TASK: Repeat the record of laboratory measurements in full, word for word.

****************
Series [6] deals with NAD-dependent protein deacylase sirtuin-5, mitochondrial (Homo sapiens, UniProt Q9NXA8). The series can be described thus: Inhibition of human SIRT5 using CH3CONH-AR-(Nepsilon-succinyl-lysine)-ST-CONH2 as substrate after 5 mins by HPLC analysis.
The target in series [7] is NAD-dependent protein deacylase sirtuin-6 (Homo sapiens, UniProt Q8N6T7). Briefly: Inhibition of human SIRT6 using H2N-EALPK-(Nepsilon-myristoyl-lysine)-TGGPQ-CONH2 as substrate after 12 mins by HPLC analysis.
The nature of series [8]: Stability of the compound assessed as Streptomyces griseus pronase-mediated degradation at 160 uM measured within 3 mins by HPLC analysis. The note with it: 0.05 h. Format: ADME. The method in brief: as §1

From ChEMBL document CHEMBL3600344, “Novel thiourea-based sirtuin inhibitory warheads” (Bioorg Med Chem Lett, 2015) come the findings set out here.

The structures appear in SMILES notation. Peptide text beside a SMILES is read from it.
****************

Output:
Series [6] deals with NAD-dependent protein deacylase sirtuin-5, mitochondrial (Homo sapiens, UniProt Q9NXA8). The series can be described thus: Inhibition of human SIRT5 using CH3CONH-AR-(Nepsilon-succinyl-lysine)-ST-CONH2 as substrate after 5 mins by HPLC analysis.
The target in series [7] is NAD-dependent protein deacylase sirtuin-6 (Homo sapiens, UniProt Q8N6T7). Briefly: Inhibition of human SIRT6 using H2N-EALPK-(Nepsilon-myristoyl-lysine)-TGGPQ-CONH2 as substrate after 12 mins by HPLC analysis.
The nature of series [8]: Stability of the compound assessed as Streptomyces griseus pronase-mediated degradation at 160 uM measured within 3 mins by HPLC analysis. The note with it: 0.05 h. Format: ADME. The method in brief: as §1

From ChEMBL document CHEMBL3600344, “Novel thiourea-based sirtuin inhibitory warheads” (Bioorg Med Chem Lett, 2015) come the findings set out here.

The structures appear in SMILES notation. Peptide text beside a SMILES is read from it.